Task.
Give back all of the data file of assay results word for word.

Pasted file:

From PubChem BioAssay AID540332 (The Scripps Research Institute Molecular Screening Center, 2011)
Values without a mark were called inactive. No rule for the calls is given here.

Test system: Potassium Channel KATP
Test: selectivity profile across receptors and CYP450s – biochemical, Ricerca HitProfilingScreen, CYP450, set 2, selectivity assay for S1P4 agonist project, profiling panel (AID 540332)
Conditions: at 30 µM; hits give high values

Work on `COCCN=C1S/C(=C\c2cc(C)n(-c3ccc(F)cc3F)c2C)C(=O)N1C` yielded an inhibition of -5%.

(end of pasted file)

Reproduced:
From PubChem BioAssay AID540332 (The Scripps Research Institute Molecular Screening Center, 2011)
Values without a mark were called inactive. No rule for the calls is given here.

Test system: Potassium Channel KATP
Test: selectivity profile across receptors and CYP450s – biochemical, Ricerca HitProfilingScreen, CYP450, set 2, selectivity assay for S1P4 agonist project, profiling panel (AID 540332)
Conditions: at 30 µM; hits give high values

Work on `COCCN=C1S/C(=C\c2cc(C)n(-c3ccc(F)cc3F)c2C)C(=O)N1C` yielded an inhibition of -5%.